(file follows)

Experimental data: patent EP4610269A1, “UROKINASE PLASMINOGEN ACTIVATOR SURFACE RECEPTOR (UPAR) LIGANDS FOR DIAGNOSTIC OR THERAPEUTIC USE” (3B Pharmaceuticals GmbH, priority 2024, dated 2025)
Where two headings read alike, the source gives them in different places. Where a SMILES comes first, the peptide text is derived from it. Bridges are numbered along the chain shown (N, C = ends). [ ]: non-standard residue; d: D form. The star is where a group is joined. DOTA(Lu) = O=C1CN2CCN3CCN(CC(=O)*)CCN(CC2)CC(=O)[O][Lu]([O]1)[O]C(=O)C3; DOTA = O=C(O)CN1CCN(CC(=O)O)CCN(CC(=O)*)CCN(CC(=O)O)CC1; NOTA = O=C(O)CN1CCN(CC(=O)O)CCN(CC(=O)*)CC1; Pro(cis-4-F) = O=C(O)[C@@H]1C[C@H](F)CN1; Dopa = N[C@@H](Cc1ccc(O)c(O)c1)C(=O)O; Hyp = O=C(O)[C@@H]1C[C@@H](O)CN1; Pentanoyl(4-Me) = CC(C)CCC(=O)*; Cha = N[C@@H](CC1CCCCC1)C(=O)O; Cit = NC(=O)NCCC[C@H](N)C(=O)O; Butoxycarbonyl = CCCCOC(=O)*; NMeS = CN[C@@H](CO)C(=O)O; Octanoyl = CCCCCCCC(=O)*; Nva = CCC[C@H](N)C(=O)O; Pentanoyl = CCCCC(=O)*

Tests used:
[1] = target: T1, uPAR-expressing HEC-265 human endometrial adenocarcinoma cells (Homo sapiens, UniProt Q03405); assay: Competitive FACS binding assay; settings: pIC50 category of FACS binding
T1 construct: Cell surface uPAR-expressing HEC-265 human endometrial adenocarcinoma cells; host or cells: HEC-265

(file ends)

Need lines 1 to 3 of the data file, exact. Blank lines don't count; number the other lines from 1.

Experimental data: patent EP4610269A1, “UROKINASE PLASMINOGEN ACTIVATOR SURFACE RECEPTOR (UPAR) LIGANDS FOR DIAGNOSTIC OR THERAPEUTIC USE” (3B Pharmaceuticals GmbH, priority 2024, dated 2025)
Where two headings read alike, the source gives them in different places. Where a SMILES comes first, the peptide text is derived from it. Bridges are numbered along the chain shown (N, C = ends). [ ]: non-standard residue; d: D form. The star is where a group is joined. DOTA(Lu) = O=C1CN2CCN3CCN(CC(=O)*)CCN(CC2)CC(=O)[O][Lu]([O]1)[O]C(=O)C3; DOTA = O=C(O)CN1CCN(CC(=O)O)CCN(CC(=O)*)CCN(CC(=O)O)CC1; NOTA = O=C(O)CN1CCN(CC(=O)O)CCN(CC(=O)*)CC1; Pro(cis-4-F) = O=C(O)[C@@H]1C[C@H](F)CN1; Dopa = N[C@@H](Cc1ccc(O)c(O)c1)C(=O)O; Hyp = O=C(O)[C@@H]1C[C@@H](O)CN1; Pentanoyl(4-Me) = CC(C)CCC(=O)*; Cha = N[C@@H](CC1CCCCC1)C(=O)O; Cit = NC(=O)NCCC[C@H](N)C(=O)O; Butoxycarbonyl = CCCCOC(=O)*; NMeS = CN[C@@H](CO)C(=O)O; Octanoyl = CCCCCCCC(=O)*; Nva = CCC[C@H](N)C(=O)O; Pentanoyl = CCCCC(=O)*

Tests used: